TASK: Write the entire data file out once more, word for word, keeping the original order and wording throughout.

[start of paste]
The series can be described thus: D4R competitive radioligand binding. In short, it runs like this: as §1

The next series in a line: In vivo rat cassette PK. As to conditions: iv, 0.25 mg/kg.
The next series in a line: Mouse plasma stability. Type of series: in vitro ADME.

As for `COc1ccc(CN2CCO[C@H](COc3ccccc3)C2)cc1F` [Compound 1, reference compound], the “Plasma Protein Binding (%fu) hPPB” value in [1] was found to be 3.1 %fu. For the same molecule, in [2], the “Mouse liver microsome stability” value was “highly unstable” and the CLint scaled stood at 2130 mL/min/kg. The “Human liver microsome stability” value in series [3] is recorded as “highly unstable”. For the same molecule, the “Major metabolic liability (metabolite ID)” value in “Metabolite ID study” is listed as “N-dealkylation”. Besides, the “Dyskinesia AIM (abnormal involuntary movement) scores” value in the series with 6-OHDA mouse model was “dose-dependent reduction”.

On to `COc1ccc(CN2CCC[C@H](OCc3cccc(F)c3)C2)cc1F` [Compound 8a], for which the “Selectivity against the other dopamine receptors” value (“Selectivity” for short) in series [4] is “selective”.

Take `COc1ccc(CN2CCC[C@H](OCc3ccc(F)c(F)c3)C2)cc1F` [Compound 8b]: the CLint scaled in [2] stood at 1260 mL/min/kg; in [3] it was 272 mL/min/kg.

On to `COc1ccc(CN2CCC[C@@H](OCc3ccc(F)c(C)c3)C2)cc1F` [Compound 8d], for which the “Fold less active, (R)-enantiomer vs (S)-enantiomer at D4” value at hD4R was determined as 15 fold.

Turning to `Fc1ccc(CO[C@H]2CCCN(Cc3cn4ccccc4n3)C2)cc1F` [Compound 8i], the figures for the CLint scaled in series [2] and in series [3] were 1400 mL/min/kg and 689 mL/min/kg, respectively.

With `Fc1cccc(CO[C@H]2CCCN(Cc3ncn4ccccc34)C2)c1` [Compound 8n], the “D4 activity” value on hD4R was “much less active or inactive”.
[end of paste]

The series can be described thus: D4R competitive radioligand binding. In short, it runs like this: as §1

The next series in a line: In vivo rat cassette PK. As to conditions: iv, 0.25 mg/kg.
The next series in a line: Mouse plasma stability. Type of series: in vitro ADME.

As for `COc1ccc(CN2CCO[C@H](COc3ccccc3)C2)cc1F` [Compound 1, reference compound], the “Plasma Protein Binding (%fu) hPPB” value in [1] was found to be 3.1 %fu. For the same molecule, in [2], the “Mouse liver microsome stability” value was “highly unstable” and the CLint scaled stood at 2130 mL/min/kg. The “Human liver microsome stability” value in series [3] is recorded as “highly unstable”. For the same molecule, the “Major metabolic liability (metabolite ID)” value in “Metabolite ID study” is listed as “N-dealkylation”. Besides, the “Dyskinesia AIM (abnormal involuntary movement) scores” value in the series with 6-OHDA mouse model was “dose-dependent reduction”.

On to `COc1ccc(CN2CCC[C@H](OCc3cccc(F)c3)C2)cc1F` [Compound 8a], for which the “Selectivity against the other dopamine receptors” value (“Selectivity” for short) in series [4] is “selective”.

Take `COc1ccc(CN2CCC[C@H](OCc3ccc(F)c(F)c3)C2)cc1F` [Compound 8b]: the CLint scaled in [2] stood at 1260 mL/min/kg; in [3] it was 272 mL/min/kg.

On to `COc1ccc(CN2CCC[C@@H](OCc3ccc(F)c(C)c3)C2)cc1F` [Compound 8d], for which the “Fold less active, (R)-enantiomer vs (S)-enantiomer at D4” value at hD4R was determined as 15 fold.

Turning to `Fc1ccc(CO[C@H]2CCCN(Cc3cn4ccccc4n3)C2)cc1F` [Compound 8i], the figures for the CLint scaled in series [2] and in series [3] were 1400 mL/min/kg and 689 mL/min/kg, respectively.

With `Fc1cccc(CO[C@H]2CCCN(Cc3ncn4ccccc34)C2)c1` [Compound 8n], the “D4 activity” value on hD4R was “much less active or inactive”.